lean manufacturing (lean production) Value chain vs. value stream: What are the differences?

Value chain vs. supply chain: What are the differences?

Although value chains and supply chains can be interchangeable, they are separate approaches to producing goods. Learn more about value chain vs. supply chain.

The process of sourcing, manufacturing, transporting, storing and distributing a product can be complicated, and carrying it out successfully relies on many interdependent areas working together seamlessly as part of a chain. Two types of chains that many mix up when discussing this chain of operations are value chains and supply chains.

Although value chains and supply chains can be interchangeable, they are distinct and separate approaches to producing goods and benefiting consumers. One difference between the two is that, as indicated by the name, a value chain seeks to add value to a product.

Here's more about value chain vs. supply chain.

What is the supply chain?

A supply chain is a series of interconnected processes focused on creating products and supplying them to an end user or consumer. The four broad areas that make up most supply chains are sourcing, manufacturing, logistics and retail. Each of these areas consists of several key activities.

Sourcing activities in the supply chain include identifying vendors that can source specific raw materials, ingredients and parts for the final product as well as procuring the raw materials from the vendor and transporting them.

Manufacturing activities in the supply chain include receiving raw materials from suppliers; manufacturing finished products from ingredients, parts and materials; and giving the finished products to logistics providers for storage and distribution.

Logistics activities in the supply chain include picking up, transporting, delivering and returning products domestically and internationally as well as storing products as inventory until they are sent to retailers or consumers. Other logistics activities are fulfilling orders for specific products and distributing products to retailers or directly to consumers.

Retail activities in the supply chain include ordering products from manufacturers and logistics providers, receiving items and selling products to consumers.

The supply chain is primarily focused on the physical, direct operations of building products and delivering them to the end user. The goal is to do this in a fast, reliable and cost-effective way.

What is the value chain?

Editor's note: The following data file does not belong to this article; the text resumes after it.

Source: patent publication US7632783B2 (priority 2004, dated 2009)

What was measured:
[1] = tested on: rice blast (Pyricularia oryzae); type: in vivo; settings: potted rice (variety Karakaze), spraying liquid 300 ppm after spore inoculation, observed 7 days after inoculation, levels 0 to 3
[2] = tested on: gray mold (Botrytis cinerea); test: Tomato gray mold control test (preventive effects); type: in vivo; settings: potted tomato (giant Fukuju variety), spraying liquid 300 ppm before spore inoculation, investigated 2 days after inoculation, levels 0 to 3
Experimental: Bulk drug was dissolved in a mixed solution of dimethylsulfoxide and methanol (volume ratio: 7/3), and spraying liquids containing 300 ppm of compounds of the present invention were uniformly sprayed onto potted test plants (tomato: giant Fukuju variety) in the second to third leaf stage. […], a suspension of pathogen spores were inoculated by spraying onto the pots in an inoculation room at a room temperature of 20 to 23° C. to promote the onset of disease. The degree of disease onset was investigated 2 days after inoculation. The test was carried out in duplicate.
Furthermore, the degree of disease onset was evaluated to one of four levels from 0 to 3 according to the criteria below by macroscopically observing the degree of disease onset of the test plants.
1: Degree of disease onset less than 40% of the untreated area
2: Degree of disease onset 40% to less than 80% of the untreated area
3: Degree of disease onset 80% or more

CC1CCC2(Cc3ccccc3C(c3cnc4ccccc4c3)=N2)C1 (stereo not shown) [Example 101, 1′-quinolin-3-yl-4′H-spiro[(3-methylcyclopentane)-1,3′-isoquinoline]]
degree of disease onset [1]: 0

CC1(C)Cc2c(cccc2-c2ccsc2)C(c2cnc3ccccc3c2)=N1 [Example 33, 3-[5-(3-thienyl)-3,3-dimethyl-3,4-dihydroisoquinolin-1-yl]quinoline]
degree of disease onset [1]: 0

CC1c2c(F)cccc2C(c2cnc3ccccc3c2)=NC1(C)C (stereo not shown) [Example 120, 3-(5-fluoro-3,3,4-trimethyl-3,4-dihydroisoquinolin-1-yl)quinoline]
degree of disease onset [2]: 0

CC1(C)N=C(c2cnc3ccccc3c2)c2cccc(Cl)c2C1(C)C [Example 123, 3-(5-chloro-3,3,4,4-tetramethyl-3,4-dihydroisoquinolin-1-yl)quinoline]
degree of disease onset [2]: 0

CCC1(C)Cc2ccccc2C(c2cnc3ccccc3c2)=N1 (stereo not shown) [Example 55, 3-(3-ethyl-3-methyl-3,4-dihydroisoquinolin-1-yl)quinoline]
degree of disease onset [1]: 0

A value chain seeks to add value to a product through a variety of approaches. This addition of value benefits the product's end user and often improves a company's profitability.

Value chain activities can take many forms, depending on company priorities, consumer needs and brand positioning.

Product development activities in the value chain include gaining a deep understanding of consumer needs and market fit and conducting extensive research and development to define, prototype, and improve products.

Customer service activities in the value chain include providing relevant information so consumers can make an informed choice when selecting a product and offering after-sales care and support for consumers if they have questions or need to return products. Another customer service activity is including guarantees and warranties related to the function, reliability and durability of products.

Marketing and sales activities in the value chain include understanding consumer needs; telling consumers how their needs will be met by the product; promoting, advertising and selling products; and carrying out customer relationship management.

Supply chain activities in the value chain include ensuring that the right materials are in the right place in the right time to carry out the manufacturing of products as well as improving quality control and quality assurance. Another is ensuring product availability and adding value through order fulfillment and distribution, such as the collection of old products.

The value chain is primarily focused on creating a competitive advantage and consumer benefits for the end user. The goal is to carry this out in a consumer-centric, strategic way.

The differences between the value chain and the supply chain

The supply chain is always part of the value chain because adding value for a business or consumer relies on the foundational supply chain activities of sourcing, manufacturing, selling and distributing products.

However, a value chain goes further than a supply chain in terms of adding value and creating a competitive advantage.

Supply chains are mainly focused on the following:

  • Optimizing the operational management of product sourcing, manufacturing, and logistics.
  • Building and storing products.
  • Distributing products in a fast and reliable way.
  • Reducing product and operational costs to maximize profit margins.

Meanwhile, value chains are mainly focused on the following:

  • Considering the consumer's perspective for every aspect of a product.
  • Improving consumer satisfaction throughout the supply and value chain.
  • Creating a competitive advantage that makes a consumer more likely to purchase a company's products.

Supply chains and value chains are both critical to satisfying consumer needs and improving a company's bottom line.

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